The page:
8.5.2. External Attachments
CalDAV clients SHOULD support downloading of external attachments referenced by arbitrary URI schemes, by either processing them directly, or by passing the attachment URI to a suitable "helper application" for processing, if such an application exists. CalDAV clients MUST support downloading of external attachments referenced by the "http" or "https" URI schemes. An external attachment could be:
o In a collection in the calendar collection containing the calendar object resource;
o Somewhere else in the same repository that hosts the calendar collection; or
o On an HTTP or FTP server elsewhere.
CalDAV servers MAY provide support for child collections in calendar collections. CalDAV servers MAY allow the MKCOL method to create child collections in calendar collections. Child collections of calendar collections MAY contain any type of resource except calendar collections that they MUST NOT contain. Some CalDAV servers won't allow child collections in calendar collections, and it may be possible on such a server to discover other locations where attachments can be stored.
Clients are entirely responsible for maintaining reference consistency with calendar components that link to external attachments. A client deleting a calendar component with an external attachment might therefore also delete the attachment if that's appropriate; however, appropriateness can be very hard to determine. A new component might easily reference some pre-existing Web resource that is intended to have independent existence from the calendar component (the "attachment" could be a major proposal to be discussed in a meeting, for instance). Best practices will probably emerge and should probably be documented, but for now, clients should be wary of engaging in aggressive "cleanup" of external attachments. A client could involve the user in making decisions about removing unreferenced documents, or a client could be conservative in only deleting attachments it had created.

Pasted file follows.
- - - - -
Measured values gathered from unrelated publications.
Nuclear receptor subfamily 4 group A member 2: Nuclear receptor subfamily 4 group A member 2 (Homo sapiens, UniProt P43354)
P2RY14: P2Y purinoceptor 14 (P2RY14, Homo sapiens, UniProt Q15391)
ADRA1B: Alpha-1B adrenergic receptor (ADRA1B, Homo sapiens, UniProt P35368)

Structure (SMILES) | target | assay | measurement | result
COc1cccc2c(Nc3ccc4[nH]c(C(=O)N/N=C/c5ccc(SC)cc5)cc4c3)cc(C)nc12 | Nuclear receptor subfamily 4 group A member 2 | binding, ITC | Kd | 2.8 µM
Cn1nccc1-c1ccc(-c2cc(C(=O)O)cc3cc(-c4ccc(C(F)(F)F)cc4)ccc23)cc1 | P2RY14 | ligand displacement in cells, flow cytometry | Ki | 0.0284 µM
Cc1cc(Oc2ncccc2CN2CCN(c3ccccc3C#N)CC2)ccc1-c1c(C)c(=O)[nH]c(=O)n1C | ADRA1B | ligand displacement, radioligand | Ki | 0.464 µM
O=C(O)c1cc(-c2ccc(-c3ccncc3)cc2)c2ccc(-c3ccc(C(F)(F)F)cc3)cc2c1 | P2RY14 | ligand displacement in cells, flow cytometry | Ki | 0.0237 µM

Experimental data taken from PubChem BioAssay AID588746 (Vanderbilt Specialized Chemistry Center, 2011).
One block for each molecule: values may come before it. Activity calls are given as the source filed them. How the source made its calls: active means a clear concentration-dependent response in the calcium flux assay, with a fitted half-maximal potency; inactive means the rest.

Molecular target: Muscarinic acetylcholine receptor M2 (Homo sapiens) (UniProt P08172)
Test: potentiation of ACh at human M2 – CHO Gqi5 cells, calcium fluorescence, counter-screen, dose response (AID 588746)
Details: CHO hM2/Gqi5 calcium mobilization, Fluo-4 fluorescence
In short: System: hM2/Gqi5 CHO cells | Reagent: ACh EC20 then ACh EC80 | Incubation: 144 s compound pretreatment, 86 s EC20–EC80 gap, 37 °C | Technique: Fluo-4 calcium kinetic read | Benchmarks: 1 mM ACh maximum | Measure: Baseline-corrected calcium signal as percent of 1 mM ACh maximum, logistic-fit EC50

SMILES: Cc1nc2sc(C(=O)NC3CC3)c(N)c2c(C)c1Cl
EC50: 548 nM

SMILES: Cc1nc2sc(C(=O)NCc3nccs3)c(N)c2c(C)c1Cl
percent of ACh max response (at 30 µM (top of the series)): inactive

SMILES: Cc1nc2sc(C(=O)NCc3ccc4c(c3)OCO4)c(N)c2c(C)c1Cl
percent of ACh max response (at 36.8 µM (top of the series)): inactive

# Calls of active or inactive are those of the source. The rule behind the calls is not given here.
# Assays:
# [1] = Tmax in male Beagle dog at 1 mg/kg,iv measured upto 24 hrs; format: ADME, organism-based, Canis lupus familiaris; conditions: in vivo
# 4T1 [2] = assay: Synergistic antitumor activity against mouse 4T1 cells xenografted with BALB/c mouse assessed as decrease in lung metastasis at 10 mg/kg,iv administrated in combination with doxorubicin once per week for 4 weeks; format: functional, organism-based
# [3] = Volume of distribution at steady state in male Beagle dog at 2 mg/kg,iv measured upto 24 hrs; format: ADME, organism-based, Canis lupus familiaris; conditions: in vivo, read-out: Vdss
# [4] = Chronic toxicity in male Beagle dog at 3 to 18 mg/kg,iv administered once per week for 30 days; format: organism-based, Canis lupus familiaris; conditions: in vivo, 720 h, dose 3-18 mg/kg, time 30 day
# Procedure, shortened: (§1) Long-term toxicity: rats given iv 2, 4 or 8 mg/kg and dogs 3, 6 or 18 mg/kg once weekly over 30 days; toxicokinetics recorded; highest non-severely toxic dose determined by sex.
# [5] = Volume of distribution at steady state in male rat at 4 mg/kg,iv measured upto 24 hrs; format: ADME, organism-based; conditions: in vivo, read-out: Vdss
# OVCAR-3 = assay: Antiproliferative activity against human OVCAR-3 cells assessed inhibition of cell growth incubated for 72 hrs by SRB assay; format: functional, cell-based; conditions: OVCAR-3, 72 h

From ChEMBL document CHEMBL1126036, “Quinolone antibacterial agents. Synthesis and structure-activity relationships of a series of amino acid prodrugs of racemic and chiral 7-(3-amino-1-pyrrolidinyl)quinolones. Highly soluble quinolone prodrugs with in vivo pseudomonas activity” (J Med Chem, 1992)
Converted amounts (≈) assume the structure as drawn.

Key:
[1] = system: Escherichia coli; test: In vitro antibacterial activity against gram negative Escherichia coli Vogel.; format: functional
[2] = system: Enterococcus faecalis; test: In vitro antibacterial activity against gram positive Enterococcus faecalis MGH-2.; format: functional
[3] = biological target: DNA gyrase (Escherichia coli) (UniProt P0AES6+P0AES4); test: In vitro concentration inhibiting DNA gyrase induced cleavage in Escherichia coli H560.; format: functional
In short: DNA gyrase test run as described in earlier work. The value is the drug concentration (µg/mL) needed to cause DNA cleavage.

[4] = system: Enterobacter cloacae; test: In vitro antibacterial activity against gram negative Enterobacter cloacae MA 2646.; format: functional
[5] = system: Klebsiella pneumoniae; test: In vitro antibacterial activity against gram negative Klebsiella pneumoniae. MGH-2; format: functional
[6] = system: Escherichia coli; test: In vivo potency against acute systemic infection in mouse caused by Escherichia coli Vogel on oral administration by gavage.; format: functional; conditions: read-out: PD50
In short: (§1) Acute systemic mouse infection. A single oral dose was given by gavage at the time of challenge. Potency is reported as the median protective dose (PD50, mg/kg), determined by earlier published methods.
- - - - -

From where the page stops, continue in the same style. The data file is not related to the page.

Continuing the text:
Also, clients are responsible for consistency of permissions when using external attachments. One reason for servers to support the storage of attachments within child collections of calendar collections is that ACL inheritance might make it easier to grant the same permissions to attachments that are granted on the calendar collection. Otherwise, it can be very difficult to keep permissions synchronized. With attachments stored on separate repositories, it can be impossible to keep permissions consistent -- the two repositories may not support the same permissions or have the same set of principals. Some systems have used tickets or other anonymous access control mechanisms to provide partially satisfactory solutions to these kinds of problems.
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